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What’s Next for the Crypto Finance Industry?

By Mark Jacobsen

Once a payment means for shady black-market transactions, crypto is now moving into the mainstream and may soon merge with the traditional finance space.

The move of traditional finance houses into the crypto space has been afoot for several years now, a trend that will no doubt continue to gather steam. A newer development, though, is the transition in the other direction: for 2022 may go down in the annals of history as the crypto finance industry’s breakout year into the traditional space.

With its dizzying rise, crypto has emerged to become a regular part of asset allocation conversations, a popular culture mainstay, and an increasingly important topic within political spheres.

It is precisely this hype that has brought the sphere of crypto assets a step closer towards mainstream adoption.

Crypto assets are currently a US$2.3 trillion market. While that is a large number in some ways, global stock markets alone contain more than US$71 trillion in assets. The key to the enthusiasm is crypto assets’ hyper-accelerated growth, as the total market capitalisation has tripled over the past year, according to Bloomberg’s figures.

This phenomenal growth rate and the massive headroom for further expansion are forcing traditional financial institutions to embrace the crypto wave. On the other side of the bitcoin, it only seems a natural step for the crypto finance industry – cash rich, but product homogenous – to expand into the traditional sphere.

The move towards offering traditional products as one-stop shop for all financial services is gaining momentum: this year and beyond, we expect more applications for licensing for fund management, brokerage and custody, and greater M&A activity between crypto firms and traditional banks.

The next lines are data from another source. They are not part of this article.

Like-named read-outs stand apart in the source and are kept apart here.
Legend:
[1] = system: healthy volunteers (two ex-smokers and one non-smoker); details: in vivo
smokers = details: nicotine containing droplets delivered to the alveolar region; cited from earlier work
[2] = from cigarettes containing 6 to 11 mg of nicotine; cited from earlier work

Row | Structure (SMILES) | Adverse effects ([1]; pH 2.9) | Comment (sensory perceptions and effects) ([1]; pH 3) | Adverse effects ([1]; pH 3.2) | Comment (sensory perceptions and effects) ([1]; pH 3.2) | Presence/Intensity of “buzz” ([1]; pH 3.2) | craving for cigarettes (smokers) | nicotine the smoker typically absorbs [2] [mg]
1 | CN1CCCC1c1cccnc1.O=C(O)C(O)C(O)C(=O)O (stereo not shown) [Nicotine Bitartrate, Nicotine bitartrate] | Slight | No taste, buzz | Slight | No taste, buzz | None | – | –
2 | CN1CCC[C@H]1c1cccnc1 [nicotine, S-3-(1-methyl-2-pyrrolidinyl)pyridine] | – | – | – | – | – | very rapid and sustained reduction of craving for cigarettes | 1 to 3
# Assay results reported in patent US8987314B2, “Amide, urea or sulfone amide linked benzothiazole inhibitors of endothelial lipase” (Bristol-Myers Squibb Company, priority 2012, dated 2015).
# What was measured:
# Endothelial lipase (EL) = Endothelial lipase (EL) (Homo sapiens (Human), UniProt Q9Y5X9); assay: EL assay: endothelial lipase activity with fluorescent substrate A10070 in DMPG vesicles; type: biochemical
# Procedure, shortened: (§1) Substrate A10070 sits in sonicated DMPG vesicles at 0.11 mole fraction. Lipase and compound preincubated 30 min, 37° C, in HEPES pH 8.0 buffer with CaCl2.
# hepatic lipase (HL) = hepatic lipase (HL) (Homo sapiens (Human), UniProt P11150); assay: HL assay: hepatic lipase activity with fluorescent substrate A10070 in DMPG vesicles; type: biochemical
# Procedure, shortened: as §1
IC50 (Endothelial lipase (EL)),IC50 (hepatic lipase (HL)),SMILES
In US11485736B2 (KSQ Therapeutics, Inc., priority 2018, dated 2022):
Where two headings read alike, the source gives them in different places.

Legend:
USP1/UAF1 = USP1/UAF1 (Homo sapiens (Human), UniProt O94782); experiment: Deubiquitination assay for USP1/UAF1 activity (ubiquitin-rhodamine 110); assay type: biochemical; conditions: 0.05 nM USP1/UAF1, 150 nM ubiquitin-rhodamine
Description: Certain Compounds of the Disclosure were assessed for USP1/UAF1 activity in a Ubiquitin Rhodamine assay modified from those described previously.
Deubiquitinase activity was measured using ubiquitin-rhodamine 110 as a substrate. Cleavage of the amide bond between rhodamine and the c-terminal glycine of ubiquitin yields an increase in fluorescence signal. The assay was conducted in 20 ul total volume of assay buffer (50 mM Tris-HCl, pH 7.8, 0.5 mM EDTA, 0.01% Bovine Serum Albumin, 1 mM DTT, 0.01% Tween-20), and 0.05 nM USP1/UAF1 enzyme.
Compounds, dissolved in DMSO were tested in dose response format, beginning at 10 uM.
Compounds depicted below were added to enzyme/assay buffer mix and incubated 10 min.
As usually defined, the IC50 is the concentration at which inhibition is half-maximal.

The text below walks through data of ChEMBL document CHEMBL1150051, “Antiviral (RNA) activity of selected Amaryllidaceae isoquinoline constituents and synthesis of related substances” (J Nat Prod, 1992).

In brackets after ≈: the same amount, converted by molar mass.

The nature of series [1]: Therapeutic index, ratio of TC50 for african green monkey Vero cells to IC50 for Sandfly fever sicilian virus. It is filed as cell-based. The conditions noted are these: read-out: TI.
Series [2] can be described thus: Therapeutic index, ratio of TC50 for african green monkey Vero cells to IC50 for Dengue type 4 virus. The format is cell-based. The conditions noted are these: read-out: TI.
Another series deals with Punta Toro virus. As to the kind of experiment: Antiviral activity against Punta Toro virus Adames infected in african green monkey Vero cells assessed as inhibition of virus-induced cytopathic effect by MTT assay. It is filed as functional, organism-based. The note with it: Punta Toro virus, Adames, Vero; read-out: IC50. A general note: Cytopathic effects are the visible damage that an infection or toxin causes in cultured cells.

Pressure from traditional finance

Cryptocurrencies and the underlying blockchain technology are becoming a powerful force in the global economy, affecting everything from cross-border retail payments to interbank transfers.

Similarly, the adoption growth of crypto finance is unmistakeable. Last November, blockchain company ConsenSys announced that more than 21 million people (a 38-fold increase from 2020) were using its MetaMask cryptocurrency wallet, which allows users to interact with the Ethereum network and decentralised applications known as Dapps. The Dapps power such functions as crypto-based lending, borrowing, swapping, and pooling, using a variety of smart contract and protocols.

With cryptocurrency giving people a new method of investing and transacting, banks and financial institutions are being forced to contend with its meteoric ascent in fears of becoming outdated and redundant. They are grabbing for a piece of the booming industry, with 13 of the world’s largest banks pushing roughly US$3 billion in funding so far into blockchain companies, according to analytics company Blockdata.

At the same time, banks are considering adopting cryptocurrency as a legitimate asset class. Asset managers are offering crypto products and providing cryptocurrency-related services. Payments providers like Mastercard, Visa, Paypal and Square are invested heavily into the space, with larger financial institutions like BNY Mellon, Standard Chartered and Citibank also throwing their hats in the ring. In 2019, a unit of JPMorgan called Onyx introduced JPM Coin, a digital currency backed by the dollar that runs on Quorum, an internal technology that mimics the structure of blockchain.

Mirroring the traditional financial system

Critically, the core functions of the capital markets system – including depositing, lending, borrowing, investing, and trading – are currently being replicated in this crypto finance economy, represented by not only centralised full-service crypto finance houses such as Coinbase and Gemini, but also decentralised exchanges such as Uniswap for asset trading and Synthetix for derivatives trading.